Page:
lenalex January 09, 2012 at 07:19 PM
Ms. Pratt, 1. LVPAC is a not-profit organization as are most arts groups. Earned income covers approximately 60% of operating expenses; the balance comes from community donations. If we have more income than expected, the difference goes into programming, such as the Friday Nights Live series of 15 free community concerts we presented in front of the Bankhead last summer. I regret to tell you that there are no profit streams. 2. The Bankhead’s ticket fees are neither illegal nor unreasonable and are no different than those charged at other Bay area venues. Telephone and internet convenience fees help pay the salaries of the employees who work in the ticket office and handle those orders. The suit that you describe involves for-profit ticketing services. 3. By definition, the telephone and internet convenience fees only apply to telephone and internet orders, not at the ticket windows. 4. The Bankhead ticket office is open from noon to 6pm Tuesday through Saturday on non-performance days. On performance days, the ticket office is open through the first intermission. So, on a weeknight that would be noon to 8:30pm and on weekends, noon to 9pm. On Sunday matinee days, the ticket office is open from noon to 3pm. Len Alexander Executive Director LVPAC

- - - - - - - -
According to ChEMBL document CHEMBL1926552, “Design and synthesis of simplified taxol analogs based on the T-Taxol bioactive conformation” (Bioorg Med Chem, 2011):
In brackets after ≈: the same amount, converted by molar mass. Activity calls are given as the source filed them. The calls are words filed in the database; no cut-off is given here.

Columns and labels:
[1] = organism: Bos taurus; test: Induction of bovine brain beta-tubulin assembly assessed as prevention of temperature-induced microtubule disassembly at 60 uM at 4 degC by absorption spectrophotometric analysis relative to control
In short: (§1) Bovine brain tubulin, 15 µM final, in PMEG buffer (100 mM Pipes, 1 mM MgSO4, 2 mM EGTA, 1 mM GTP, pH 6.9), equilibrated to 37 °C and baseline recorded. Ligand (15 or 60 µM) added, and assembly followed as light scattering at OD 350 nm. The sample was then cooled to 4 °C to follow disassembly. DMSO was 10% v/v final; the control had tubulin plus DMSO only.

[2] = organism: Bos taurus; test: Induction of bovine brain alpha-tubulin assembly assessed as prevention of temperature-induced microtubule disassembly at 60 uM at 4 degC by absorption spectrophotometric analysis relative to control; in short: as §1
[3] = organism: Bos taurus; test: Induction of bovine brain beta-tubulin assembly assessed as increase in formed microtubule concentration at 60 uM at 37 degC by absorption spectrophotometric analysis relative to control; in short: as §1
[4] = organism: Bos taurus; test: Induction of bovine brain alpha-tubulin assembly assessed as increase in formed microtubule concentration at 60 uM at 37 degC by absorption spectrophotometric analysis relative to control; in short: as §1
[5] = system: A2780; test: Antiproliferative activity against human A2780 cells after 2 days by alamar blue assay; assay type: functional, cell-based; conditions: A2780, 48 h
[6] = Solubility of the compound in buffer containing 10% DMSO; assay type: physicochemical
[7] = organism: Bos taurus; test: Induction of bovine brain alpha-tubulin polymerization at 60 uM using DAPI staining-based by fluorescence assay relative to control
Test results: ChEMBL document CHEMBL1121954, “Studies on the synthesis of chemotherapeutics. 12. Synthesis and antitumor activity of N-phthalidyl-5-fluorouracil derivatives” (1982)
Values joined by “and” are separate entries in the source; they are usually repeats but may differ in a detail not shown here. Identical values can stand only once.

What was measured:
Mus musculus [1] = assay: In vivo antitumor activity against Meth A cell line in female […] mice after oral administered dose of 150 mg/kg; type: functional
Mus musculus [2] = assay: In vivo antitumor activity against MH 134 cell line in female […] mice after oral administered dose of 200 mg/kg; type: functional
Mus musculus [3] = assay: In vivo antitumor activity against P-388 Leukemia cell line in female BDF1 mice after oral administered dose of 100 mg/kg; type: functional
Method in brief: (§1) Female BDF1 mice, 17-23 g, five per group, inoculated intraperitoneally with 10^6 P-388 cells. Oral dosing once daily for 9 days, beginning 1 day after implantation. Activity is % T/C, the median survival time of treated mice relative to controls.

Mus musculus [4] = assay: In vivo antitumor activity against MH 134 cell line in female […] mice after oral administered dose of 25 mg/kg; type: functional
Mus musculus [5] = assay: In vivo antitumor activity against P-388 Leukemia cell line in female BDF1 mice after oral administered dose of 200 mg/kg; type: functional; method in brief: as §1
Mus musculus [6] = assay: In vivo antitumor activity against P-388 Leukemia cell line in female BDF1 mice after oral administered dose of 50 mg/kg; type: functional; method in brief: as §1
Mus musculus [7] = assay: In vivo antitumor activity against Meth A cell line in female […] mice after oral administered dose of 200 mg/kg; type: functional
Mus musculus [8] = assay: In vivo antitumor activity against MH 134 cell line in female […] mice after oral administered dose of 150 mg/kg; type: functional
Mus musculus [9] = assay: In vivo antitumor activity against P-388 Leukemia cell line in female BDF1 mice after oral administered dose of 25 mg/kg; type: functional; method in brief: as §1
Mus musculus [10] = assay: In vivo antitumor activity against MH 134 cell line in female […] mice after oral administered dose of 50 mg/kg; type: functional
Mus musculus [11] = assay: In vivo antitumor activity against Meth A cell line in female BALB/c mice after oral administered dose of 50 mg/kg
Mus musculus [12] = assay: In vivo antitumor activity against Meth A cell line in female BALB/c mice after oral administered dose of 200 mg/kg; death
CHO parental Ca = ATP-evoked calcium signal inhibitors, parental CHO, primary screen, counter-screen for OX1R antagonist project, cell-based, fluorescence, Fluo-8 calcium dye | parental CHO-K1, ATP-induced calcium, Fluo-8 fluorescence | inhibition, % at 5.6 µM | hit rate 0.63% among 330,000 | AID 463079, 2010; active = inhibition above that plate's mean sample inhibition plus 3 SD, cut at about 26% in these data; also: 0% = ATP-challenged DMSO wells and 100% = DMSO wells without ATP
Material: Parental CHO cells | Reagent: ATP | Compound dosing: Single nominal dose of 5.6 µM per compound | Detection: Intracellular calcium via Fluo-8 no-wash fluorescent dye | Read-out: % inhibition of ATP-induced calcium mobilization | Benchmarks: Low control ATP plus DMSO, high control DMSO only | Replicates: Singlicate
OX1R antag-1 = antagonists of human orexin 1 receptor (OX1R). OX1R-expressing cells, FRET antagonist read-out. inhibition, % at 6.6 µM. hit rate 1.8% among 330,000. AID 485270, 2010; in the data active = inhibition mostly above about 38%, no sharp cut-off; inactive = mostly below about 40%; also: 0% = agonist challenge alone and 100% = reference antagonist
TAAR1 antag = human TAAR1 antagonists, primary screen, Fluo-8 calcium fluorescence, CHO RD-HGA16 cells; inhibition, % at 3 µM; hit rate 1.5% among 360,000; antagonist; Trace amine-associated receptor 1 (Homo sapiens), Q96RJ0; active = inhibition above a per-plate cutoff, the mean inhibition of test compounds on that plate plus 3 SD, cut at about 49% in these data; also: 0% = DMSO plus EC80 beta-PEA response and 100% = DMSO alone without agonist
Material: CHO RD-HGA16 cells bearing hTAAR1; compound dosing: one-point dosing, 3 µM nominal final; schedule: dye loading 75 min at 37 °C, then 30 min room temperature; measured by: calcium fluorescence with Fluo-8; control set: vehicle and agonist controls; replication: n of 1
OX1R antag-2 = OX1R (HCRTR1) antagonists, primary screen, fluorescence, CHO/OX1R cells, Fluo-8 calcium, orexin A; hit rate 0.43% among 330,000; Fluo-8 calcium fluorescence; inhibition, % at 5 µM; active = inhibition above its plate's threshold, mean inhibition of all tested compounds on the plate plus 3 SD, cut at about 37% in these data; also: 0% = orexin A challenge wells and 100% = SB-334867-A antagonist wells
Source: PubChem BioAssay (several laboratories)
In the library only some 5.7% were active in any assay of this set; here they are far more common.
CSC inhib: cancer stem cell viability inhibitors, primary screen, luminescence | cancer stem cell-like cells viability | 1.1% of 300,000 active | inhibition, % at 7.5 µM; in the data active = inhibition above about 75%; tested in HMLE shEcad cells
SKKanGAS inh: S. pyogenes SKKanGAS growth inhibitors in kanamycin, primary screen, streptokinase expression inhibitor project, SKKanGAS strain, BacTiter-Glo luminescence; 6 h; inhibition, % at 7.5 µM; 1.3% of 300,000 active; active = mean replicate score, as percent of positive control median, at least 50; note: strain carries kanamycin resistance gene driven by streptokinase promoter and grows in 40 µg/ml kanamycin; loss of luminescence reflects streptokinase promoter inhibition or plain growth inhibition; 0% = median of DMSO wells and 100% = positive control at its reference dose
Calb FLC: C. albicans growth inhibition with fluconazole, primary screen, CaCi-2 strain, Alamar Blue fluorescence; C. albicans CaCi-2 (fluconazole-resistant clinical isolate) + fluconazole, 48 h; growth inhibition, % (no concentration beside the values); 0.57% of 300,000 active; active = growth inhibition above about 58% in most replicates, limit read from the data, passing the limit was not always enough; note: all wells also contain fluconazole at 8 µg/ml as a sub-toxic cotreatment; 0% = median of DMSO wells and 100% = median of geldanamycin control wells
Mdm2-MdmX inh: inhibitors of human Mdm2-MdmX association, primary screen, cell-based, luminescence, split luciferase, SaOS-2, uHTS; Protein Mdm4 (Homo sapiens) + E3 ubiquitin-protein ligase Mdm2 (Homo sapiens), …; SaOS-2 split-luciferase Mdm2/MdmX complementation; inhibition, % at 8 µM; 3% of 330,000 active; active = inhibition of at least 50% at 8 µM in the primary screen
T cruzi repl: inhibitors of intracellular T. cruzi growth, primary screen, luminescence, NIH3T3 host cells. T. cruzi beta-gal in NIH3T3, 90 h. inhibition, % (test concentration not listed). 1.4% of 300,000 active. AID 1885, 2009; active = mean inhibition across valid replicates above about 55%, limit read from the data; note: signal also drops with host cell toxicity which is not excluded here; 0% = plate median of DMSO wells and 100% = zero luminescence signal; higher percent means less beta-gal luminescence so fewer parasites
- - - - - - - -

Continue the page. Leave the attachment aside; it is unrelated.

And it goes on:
lenalex January 09, 2012 at 07:30 PM
Mrs. McKernan, Actually the key unions involved in Broadway productions are Actors' Equity, for the performers, and IATSE, for the stagehands. SAG covers movies and some television productions. Actors' Equity agreements are with the individual shows, while IATSE is with the venue. The regional theater will be an IATSE house, at least for those shows carrying a yellow card. The Bankhead will remain non-union. Len Alexander Executive Director LVPAC
lenalex January 09, 2012 at 07:31 PM
Steve A., The cost of employing IATSE stagehands has been included in the budget forecasting for the regional theater. Len Alexander Executive Director LVPAC
Frank Hernandez January 10, 2012 at 02:52 AM